Guest post from the Heritage Foundation
Last night, the Senate voted 61-39 in favor of a $26 billion bailout for states and government unions financed in part by an $11 billion tax hike that will kill American jobs at U.S. companies that compete overseas. Worse, before that final vote was taken, the Senate also defeated two amendments by Sen. Jim DeMint (R-SC), both by 58-42 votes, that would have prevented the largest tax hike in American history. And earlier this month, Vice President Joe Biden told ABC News that the only thing wrong with President Barack Obama’s first $862 billion economic stimulus was that it didn’t borrow and spend enough.
The message to the U.S. economy’s job creators from this Administration and Congress is clear: You can expect higher spending, higher taxes and higher deficits for years to come. The verdict on this approach is in. Today the Labor Department’s Bureau of Labor and Statistics released its monthly jobs report showing the economy shed 131,000 jobs in July as 143,000 temporary census workers lost their government jobs. With the private sector only managing to add 71,000 jobs and averaging only 51,000 jobs over the past three months, the private economy appears stuck in first gear. Despite the job losses, the nation’s unemployment rate didn’t budge from 9.5% because another 181,000 discouraged workers left the workforce. All told the U.S. economy has now lost 2.4 million jobs since President Barack Obama signed his stimulus bill, and his administration is 7.6 million jobs short of what he promised the American economy would support by 2010.
Faced with this failure, the Obama administration wants to double down on its tax and spend policies by hiking taxes on America’s job creators. Research on the last seven recessions shows that small businesses generate about two out of every three new jobs during recoveries. But the $3.2 trillion Obama Tax Hike in January will hit these businesses the hardest. As Heritage Foundation analyst Curtis Dubay has detailed, while only eight percent of small businesses pay the highest two tax rates, those businesses earn 72 percent of all small business income and pay 82 percent of all income taxes paid by small businesses. According to a study by the American Family Business Foundation, just stopping President Obama’s Death Tax hike alone would create 1.5 million jobs.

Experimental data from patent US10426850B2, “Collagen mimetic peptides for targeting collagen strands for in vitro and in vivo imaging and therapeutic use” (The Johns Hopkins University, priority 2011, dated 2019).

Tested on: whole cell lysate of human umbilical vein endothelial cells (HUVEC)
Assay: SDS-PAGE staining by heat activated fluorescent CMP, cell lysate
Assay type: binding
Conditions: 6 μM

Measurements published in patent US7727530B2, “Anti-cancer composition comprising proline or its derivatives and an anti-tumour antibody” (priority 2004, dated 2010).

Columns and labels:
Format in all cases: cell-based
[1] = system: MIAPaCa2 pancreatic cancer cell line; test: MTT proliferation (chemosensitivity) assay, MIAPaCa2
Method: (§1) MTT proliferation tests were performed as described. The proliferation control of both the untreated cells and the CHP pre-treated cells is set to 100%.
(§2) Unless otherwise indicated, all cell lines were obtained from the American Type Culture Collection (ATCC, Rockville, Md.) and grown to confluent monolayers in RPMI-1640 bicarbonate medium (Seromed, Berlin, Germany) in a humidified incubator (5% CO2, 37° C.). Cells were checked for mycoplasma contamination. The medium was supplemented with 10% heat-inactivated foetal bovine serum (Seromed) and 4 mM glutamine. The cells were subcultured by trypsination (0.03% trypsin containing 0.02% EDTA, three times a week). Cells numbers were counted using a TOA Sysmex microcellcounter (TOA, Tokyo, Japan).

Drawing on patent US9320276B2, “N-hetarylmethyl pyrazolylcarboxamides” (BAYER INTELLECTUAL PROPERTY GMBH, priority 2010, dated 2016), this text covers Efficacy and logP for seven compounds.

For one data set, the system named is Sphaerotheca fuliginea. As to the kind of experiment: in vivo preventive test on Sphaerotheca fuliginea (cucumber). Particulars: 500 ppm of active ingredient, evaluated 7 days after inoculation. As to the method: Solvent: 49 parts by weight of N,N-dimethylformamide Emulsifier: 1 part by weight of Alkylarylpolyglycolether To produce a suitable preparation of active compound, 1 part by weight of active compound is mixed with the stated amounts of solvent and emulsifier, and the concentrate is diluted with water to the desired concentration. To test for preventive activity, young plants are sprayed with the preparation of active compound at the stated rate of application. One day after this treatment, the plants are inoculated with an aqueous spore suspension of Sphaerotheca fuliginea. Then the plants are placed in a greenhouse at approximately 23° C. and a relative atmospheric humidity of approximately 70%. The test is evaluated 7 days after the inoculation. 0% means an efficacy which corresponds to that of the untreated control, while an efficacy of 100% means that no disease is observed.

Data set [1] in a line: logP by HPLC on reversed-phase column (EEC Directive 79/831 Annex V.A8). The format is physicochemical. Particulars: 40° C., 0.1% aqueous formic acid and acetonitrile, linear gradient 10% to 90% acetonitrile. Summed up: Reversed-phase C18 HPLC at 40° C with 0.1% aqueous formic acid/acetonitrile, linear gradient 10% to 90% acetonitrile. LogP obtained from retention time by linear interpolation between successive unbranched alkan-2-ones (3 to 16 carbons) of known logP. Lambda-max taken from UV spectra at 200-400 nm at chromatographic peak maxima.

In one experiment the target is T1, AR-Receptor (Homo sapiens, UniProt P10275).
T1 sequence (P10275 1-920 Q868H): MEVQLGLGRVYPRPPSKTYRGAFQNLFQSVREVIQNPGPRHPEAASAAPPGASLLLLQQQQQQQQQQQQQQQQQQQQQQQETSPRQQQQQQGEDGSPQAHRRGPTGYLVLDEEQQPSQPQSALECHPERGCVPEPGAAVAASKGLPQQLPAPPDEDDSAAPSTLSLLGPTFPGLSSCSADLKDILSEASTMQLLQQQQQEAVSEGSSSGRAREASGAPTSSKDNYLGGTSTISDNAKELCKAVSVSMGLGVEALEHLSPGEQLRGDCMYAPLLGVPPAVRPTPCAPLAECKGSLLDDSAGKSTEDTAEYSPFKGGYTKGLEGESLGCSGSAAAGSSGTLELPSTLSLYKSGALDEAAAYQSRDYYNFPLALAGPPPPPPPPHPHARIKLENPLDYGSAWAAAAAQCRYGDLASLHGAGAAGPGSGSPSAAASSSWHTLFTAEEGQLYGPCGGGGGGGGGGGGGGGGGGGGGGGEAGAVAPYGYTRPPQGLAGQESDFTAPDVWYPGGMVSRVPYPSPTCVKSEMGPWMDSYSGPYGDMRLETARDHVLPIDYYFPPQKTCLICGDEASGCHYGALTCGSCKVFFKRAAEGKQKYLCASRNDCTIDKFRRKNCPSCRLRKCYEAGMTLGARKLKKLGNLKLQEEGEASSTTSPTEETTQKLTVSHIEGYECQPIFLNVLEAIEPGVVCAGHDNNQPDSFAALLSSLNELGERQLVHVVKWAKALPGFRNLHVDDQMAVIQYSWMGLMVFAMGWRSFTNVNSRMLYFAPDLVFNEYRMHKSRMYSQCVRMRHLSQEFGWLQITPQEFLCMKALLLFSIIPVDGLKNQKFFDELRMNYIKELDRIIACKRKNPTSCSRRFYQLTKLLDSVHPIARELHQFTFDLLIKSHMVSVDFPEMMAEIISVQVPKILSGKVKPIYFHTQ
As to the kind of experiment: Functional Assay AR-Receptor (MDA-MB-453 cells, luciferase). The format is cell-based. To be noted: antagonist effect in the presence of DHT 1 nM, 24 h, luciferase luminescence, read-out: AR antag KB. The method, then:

But lower taxes and a more dynamic private sector is not the direction that President Obama wants to take the country. Obama’s economic direction is obviously not popular among conservatives, and is now becoming less and less popular among independents and liberals. As Slate columnist David Weigel told National Review’s Dan Foster this week: “It is like the biggest failing of Obama, and I keep saying this, that he just can’t be honest about the fact that he wants America to be more like Europe. Obviously he does.” We couldn’t agree more. For two generations after post-war reconstruction, Europe and America have pursued different economic models, and accordingly, moved in different economic directions. The American model was low tax, low spending and small government. It favored growth, income and vibrancy. The European model is high tax, high spending and big government. It favored fairness, equality and stability. It also featured unemployment rates double those of the United States, often hovering around 10 percent. Now that is no longer the case. Under Obama’s economic leadership, U.S. unemployment rates are surpassing Europe’s.
Commenting on President Obama’s budget, Rep. Paul Ryan (R-WI) told National Review Online: “This budget presents a choice of two futures. … This budget is about more than specific programs or policies. It is really about the American idea, and whether we want to move towards a European-style welfare state.” Allowing the Obama Tax Hikes to occur will be one huge step down that road. Is that really the choice Americans want to make?